IOCs fear collapse as FG says N1.36tn crude stolen in 14 months


Crude oilThe total value of Nigeria’s crude oil stolen between January 2021 and February 2022 is about $3.27bn (representing N1.361tn at the official exchange rate of N416.25 to the dollar), the Federal Government declared on Thursday.

International oil companies and their counterparts in Nigeria said the massive oil theft across the country currently posed a threat to not just their existence, but to the Nigerian economy.

The Federal Government through its Nigerian Upstream Petroleum Regulatory Commission, met with the Oil Producers Trade Section, as well as the Independent Petroleum Producers Group in Abuja at a stakeholders’ engagement on crude oil theft.

OPTS is a body comprising IOCs operating in Nigeria, while IPPG is an association of indigenous exploration and production companies.

A presentation by the NUPRC at the event indicated that oil theft rose sharply between 2021 and 2022, as an official of the IPPG stated that about 91 per cent of total crude produced at the Bonny Terminal was stolen in January 2022.

In its report on the trend in oil theft, the NUPRC said, “Total value loss for the period January 2021 to February 2022 is about $3.27bn.

“Average monthly value loss for the period is about $233.99m. Average daily value loss for the period is about $7.72m.”

It added, “Losses are mainly from Bonny Terminal Network, Forcados Terminal Network (and) Brass Terminal Network.”

The commission outlined factors that aided crude oil theft to include inadequate security, poor community engagement, economic challenges, poor surveillance, stakeholder compromises and exposed facilities.

This came as the OPTS Chairman, Rick Kennedy, who doubles as Managing Director, Chevron Nigeria Limited, and represented IOCs at the meeting, described the massive oil theft across the country as an organised criminal activity.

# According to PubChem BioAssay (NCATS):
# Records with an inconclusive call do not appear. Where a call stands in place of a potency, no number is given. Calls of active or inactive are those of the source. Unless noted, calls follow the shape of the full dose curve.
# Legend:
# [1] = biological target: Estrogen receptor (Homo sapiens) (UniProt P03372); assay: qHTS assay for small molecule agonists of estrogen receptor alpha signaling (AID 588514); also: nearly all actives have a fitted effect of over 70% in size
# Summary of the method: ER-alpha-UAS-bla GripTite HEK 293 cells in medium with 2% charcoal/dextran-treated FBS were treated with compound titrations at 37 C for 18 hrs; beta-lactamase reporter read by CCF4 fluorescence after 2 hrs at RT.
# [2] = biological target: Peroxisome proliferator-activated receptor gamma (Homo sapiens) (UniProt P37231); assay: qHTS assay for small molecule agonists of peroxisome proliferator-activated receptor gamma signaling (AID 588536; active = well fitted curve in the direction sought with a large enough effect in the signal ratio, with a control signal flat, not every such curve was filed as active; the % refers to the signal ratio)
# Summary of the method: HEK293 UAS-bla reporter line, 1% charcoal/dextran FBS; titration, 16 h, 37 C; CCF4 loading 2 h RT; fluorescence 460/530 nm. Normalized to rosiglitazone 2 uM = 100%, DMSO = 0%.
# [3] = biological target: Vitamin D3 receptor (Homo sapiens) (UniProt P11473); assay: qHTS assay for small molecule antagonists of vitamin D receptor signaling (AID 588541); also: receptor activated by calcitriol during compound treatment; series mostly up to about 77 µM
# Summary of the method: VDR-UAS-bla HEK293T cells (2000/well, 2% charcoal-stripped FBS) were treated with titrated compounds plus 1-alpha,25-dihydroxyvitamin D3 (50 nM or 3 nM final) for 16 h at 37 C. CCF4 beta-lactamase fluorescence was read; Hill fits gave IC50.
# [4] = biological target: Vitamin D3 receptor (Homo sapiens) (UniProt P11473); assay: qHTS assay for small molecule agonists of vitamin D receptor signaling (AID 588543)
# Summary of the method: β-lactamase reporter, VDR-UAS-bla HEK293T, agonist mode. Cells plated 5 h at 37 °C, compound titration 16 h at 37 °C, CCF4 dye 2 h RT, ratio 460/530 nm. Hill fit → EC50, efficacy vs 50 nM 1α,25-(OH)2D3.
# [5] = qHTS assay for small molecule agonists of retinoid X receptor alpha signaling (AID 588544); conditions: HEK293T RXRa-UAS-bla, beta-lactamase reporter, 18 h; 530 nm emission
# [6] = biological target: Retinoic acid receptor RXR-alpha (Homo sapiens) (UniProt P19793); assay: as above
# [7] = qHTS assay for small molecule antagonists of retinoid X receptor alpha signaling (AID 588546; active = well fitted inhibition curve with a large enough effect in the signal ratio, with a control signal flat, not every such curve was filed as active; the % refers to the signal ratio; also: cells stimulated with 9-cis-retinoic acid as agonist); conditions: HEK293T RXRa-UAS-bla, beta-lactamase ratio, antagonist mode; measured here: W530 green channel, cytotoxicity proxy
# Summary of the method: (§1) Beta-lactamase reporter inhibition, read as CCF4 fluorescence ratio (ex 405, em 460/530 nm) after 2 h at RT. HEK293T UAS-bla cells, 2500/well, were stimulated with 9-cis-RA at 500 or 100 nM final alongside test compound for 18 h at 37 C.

Kennedy, who was represented by the Managing Director, ExxonMobil Nigeria, Richard Laing, said, “When I say it is an organised criminality, the sophistication of the engineering involved points towards a high degree of sophistication and technology, as well as the distribution.

“I think we’ve just got to be honest and accept that this is not theft but more than that.”

The IOCs called for a quick solution to the menace, stressing that the development posed a serious threat to their existence.

“It is important that the Federal Government, industry, and a whole bunch of other stakeholders find a solution and find it quickly. That will be my strong advice,” Laing stated.

On its part, the IPPG through its Chairman, Abdulrazaq Isa, said the criminal operations were being extended to host communities, adding that it must be stopped now before its too late.

“This is a massive criminal operation and is now being extended into the communities as they’ve been dragged into it,” Isa, who was represented by the Managing Director, Waltersmith Petroman Oil Limited, Chikezie Nwosu, stated.

Explaining the jump in oil theft between last year and now, Nwosu said, “In December 2021, the overall theft or what was stolen from the line was 91 per cent of the crude.


“That means for every 100 barrels, all that got to the Bonny Terminal was nine barrels. In January this year it improved to 75 per cent but in February it went back to 82 per cent.”

The IPPG representative stated that independent producers could no longer survive, “and that is why I’m talking about the urgency.”

He added, “The critical part of this problem started in 2021. Prior to that, you could still survive with crude oil theft when it was still single digit in terms of percentages.

“But in 2021, we saw it rising slowly from 12, 15, 40 to 91 per cent in January this year. And you cannot survive with this. If you produce 100 barrels of crude, all you get at the end of the day for export is nine or 10 barrels. How can you survive?

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